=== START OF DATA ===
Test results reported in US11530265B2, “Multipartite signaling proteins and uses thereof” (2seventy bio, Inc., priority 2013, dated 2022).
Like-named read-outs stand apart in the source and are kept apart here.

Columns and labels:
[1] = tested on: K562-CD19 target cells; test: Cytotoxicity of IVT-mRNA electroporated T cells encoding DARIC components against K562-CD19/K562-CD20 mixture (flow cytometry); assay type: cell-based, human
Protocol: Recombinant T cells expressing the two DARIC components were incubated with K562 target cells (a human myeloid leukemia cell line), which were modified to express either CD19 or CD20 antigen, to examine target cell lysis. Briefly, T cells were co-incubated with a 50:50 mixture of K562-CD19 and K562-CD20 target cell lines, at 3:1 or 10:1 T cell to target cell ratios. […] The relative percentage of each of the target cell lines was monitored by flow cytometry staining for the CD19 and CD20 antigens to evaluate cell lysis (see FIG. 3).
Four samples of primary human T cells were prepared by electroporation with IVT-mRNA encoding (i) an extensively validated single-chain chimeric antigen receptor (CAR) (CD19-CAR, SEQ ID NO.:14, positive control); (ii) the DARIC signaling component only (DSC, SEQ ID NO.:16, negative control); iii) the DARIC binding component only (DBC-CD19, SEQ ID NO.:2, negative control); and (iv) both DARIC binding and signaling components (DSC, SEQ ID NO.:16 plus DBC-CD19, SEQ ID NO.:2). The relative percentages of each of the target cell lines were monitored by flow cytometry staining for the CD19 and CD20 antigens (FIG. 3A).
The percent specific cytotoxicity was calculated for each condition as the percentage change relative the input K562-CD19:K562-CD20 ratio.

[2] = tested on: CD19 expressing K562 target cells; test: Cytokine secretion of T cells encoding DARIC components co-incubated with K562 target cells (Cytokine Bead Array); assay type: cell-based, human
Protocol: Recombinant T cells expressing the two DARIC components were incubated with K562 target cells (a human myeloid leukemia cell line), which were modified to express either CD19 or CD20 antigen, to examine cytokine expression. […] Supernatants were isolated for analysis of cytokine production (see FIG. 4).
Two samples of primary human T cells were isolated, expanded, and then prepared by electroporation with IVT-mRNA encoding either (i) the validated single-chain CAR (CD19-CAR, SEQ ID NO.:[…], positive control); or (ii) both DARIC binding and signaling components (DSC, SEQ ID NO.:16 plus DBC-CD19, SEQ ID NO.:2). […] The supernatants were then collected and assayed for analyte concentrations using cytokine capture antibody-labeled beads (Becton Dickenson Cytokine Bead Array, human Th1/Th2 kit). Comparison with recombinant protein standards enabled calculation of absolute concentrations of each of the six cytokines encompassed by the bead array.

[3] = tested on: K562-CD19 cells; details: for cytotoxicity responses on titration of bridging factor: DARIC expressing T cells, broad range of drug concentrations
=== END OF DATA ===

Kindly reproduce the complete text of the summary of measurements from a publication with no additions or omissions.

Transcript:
Test results reported in US11530265B2, “Multipartite signaling proteins and uses thereof” (2seventy bio, Inc., priority 2013, dated 2022).
Like-named read-outs stand apart in the source and are kept apart here.

Columns and labels:
[1] = tested on: K562-CD19 target cells; test: Cytotoxicity of IVT-mRNA electroporated T cells encoding DARIC components against K562-CD19/K562-CD20 mixture (flow cytometry); assay type: cell-based, human
Protocol: Recombinant T cells expressing the two DARIC components were incubated with K562 target cells (a human myeloid leukemia cell line), which were modified to express either CD19 or CD20 antigen, to examine target cell lysis. Briefly, T cells were co-incubated with a 50:50 mixture of K562-CD19 and K562-CD20 target cell lines, at 3:1 or 10:1 T cell to target cell ratios. […] The relative percentage of each of the target cell lines was monitored by flow cytometry staining for the CD19 and CD20 antigens to evaluate cell lysis (see FIG. 3).
Four samples of primary human T cells were prepared by electroporation with IVT-mRNA encoding (i) an extensively validated single-chain chimeric antigen receptor (CAR) (CD19-CAR, SEQ ID NO.:14, positive control); (ii) the DARIC signaling component only (DSC, SEQ ID NO.:16, negative control); iii) the DARIC binding component only (DBC-CD19, SEQ ID NO.:2, negative control); and (iv) both DARIC binding and signaling components (DSC, SEQ ID NO.:16 plus DBC-CD19, SEQ ID NO.:2). The relative percentages of each of the target cell lines were monitored by flow cytometry staining for the CD19 and CD20 antigens (FIG. 3A).
The percent specific cytotoxicity was calculated for each condition as the percentage change relative the input K562-CD19:K562-CD20 ratio.

[2] = tested on: CD19 expressing K562 target cells; test: Cytokine secretion of T cells encoding DARIC components co-incubated with K562 target cells (Cytokine Bead Array); assay type: cell-based, human
Protocol: Recombinant T cells expressing the two DARIC components were incubated with K562 target cells (a human myeloid leukemia cell line), which were modified to express either CD19 or CD20 antigen, to examine cytokine expression. […] Supernatants were isolated for analysis of cytokine production (see FIG. 4).
Two samples of primary human T cells were isolated, expanded, and then prepared by electroporation with IVT-mRNA encoding either (i) the validated single-chain CAR (CD19-CAR, SEQ ID NO.:[…], positive control); or (ii) both DARIC binding and signaling components (DSC, SEQ ID NO.:16 plus DBC-CD19, SEQ ID NO.:2). […] The supernatants were then collected and assayed for analyte concentrations using cytokine capture antibody-labeled beads (Becton Dickenson Cytokine Bead Array, human Th1/Th2 kit). Comparison with recombinant protein standards enabled calculation of absolute concentrations of each of the six cytokines encompassed by the bead array.

[3] = tested on: K562-CD19 cells; details: for cytotoxicity responses on titration of bridging factor: DARIC expressing T cells, broad range of drug concentrations